The Start button can be hit or miss on tablets, depending on which one you pick up. Thankfully, the one on the ATIV Smart PC 500T is quite good. Samsung has chosen to go the physical route, so the button is slightly raised and it feels great when you press down on it. The responsiveness is excellent, and taking screenshots (VolDown + Start) actually works, as opposed to on the Iconia.
Sound quality on the ATIV is pretty good, thanks to the thin dual speakers located on each side of the device. But while they are technically located on the front of the tablet, you aren’t likely to notice them in everyday use. Some tablets are a little too soft when playing audio, so I was pleased to discover that the ATIV can go up to a decent volume. It’s not overly loud, but it should be just fine for everyday use. Strangely, Samsung has chosen to display a warning every single time you exceed 60%, which gets annoying after a while.
For the most part, Samsung has kept the back of the ATIV clean and simple. The camera and flash are located at the top-center of the back face, with the Samsung logo below it and the FCC information near the bottom. This isn’t quite as nice as the Surface, which only sports the Windows logo, but the FCC info font color is such that it isn’t always immediately noticeable.
The ATIV also comes with a stylus, which is “hidden” in the lower-left corner and partially set into the side. It takes most people a good minute or two to find the stylus the first time they use the device, but the position makes it easy to retrieve the pen while the tablet is in use.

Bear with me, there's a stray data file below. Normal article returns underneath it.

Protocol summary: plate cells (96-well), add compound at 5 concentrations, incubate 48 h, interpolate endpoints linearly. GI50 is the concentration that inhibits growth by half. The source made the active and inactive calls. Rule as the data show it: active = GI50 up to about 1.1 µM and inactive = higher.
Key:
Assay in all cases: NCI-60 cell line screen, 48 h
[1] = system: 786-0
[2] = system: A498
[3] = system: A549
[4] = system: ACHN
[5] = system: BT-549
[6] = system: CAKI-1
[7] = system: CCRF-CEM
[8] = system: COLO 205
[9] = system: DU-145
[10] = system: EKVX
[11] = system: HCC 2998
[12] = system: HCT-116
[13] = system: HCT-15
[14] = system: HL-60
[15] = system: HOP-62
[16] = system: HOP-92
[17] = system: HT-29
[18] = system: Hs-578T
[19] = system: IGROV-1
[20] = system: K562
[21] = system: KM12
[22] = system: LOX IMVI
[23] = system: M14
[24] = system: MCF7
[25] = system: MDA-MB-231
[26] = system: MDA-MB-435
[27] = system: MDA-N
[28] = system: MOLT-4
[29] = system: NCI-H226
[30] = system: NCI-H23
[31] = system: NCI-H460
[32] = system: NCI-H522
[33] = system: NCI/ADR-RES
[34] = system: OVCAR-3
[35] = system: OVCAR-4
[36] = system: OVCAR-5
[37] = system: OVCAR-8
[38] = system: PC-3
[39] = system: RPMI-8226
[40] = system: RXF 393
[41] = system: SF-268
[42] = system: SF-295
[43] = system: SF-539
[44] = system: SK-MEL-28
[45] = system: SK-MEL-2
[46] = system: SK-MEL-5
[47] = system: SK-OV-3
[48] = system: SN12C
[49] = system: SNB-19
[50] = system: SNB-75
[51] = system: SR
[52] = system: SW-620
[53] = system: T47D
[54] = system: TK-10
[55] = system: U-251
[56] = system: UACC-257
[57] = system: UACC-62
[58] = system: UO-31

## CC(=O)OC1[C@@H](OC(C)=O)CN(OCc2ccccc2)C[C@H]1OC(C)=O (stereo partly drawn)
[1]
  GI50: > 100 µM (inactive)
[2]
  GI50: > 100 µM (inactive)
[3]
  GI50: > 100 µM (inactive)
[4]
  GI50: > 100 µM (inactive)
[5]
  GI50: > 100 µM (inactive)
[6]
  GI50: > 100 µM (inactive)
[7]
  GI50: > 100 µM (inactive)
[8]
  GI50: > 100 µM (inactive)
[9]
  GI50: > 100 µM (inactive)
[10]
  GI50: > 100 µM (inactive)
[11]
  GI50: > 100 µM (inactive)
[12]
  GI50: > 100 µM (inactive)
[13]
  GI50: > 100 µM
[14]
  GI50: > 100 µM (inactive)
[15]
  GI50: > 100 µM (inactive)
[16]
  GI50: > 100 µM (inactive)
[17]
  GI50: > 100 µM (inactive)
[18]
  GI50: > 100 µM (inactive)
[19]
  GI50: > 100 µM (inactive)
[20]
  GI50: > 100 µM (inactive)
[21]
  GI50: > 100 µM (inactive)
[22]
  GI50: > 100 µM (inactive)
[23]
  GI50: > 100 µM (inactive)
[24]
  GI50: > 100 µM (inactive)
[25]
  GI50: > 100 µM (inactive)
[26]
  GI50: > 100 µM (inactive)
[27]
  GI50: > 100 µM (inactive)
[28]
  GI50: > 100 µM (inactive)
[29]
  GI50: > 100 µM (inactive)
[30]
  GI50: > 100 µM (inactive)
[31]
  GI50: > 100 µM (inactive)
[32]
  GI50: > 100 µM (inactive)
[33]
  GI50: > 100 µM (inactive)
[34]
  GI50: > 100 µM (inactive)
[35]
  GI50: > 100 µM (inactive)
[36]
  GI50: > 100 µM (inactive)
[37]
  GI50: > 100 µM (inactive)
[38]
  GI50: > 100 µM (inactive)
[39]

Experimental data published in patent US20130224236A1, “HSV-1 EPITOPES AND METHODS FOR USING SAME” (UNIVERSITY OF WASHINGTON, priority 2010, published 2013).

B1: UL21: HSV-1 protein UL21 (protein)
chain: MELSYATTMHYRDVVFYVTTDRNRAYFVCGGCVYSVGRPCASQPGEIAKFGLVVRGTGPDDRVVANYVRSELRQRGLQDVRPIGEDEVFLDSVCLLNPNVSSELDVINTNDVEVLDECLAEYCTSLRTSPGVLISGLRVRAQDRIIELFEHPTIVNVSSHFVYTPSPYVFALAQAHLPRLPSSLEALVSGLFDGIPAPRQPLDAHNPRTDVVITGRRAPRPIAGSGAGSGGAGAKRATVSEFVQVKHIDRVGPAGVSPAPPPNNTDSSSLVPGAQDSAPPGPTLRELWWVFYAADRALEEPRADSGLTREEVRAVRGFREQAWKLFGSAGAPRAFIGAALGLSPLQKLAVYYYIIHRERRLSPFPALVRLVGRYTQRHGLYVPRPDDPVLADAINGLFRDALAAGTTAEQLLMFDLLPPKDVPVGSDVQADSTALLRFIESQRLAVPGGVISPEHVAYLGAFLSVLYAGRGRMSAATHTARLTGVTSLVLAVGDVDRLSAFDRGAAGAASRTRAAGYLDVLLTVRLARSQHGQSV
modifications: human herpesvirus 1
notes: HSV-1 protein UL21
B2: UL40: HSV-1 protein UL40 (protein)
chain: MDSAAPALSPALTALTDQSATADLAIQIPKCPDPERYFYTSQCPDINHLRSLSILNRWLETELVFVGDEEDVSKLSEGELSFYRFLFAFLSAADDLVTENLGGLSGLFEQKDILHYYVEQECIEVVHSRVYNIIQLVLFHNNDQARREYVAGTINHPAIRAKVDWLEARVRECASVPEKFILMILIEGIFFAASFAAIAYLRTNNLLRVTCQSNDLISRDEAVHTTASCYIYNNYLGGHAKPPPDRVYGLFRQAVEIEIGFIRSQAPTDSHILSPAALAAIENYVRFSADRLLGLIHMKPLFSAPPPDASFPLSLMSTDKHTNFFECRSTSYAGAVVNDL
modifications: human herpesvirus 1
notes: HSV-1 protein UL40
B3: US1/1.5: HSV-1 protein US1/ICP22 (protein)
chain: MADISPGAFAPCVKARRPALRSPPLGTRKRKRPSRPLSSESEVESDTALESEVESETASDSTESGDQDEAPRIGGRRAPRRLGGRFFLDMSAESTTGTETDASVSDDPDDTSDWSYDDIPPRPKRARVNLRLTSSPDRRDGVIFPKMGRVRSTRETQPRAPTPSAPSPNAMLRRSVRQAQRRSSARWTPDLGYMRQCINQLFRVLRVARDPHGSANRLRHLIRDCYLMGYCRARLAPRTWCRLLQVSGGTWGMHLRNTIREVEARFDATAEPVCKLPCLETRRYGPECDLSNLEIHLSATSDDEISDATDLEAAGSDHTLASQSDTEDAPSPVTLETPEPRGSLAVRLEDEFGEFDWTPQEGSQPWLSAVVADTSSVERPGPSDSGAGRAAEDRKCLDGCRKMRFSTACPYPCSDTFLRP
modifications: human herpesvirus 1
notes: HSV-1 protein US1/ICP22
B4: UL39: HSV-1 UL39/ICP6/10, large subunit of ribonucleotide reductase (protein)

With the exception of the power cable – which plugs in at the bottom of the device and can be angled in any direction – most of the buttons and ports are located on the left and top sides of the tablet. On the left you’ll find the volume rocker and the micro HDMI port near the top. Unfortunately, while the volume rocker feels nice, I found it awfully easy to accidentally turn up the volume while the tablet is in your bag or backpack.
The actual top of the device (just around the curved corner from the volume rocker) has the headphone/microphone jack, power button, rotation lock button, USB port, and dual microphones. Only the microSD card slot is located on the other side. The position of the buttons and ports works well for the most part, although I did find myself mixing up the power and rotation lock buttons on occasion. That being said, the physical option for enabling rotation lock is extremely useful.
In traditional Samsung fashion, all of the ports are covered with little plastic plugs. This also applies to the two holes at the bottom, which must be removed before attaching the keyboard dock for the first time.
Overall, the design of the Samsung ATIV Smart PC 500T is pretty good, if very… Samsung. Take that as you will.
The 11.6-inch screen on the ATIV is relatively large for a tablet, besting the Surface when it comes to screen size. It does, however, run at the same 1366 x 768 resolution as most Windows 8/RT tablets. But while I found it to be very responsive, the contrast was often a bit on the high end. I noted this issue in my review of the Acer Iconia as well, so I have to wonder whether this is due to the SuperBight Plus screen technology or some common hardware or software issue on Intel-based Windows 8 tablets.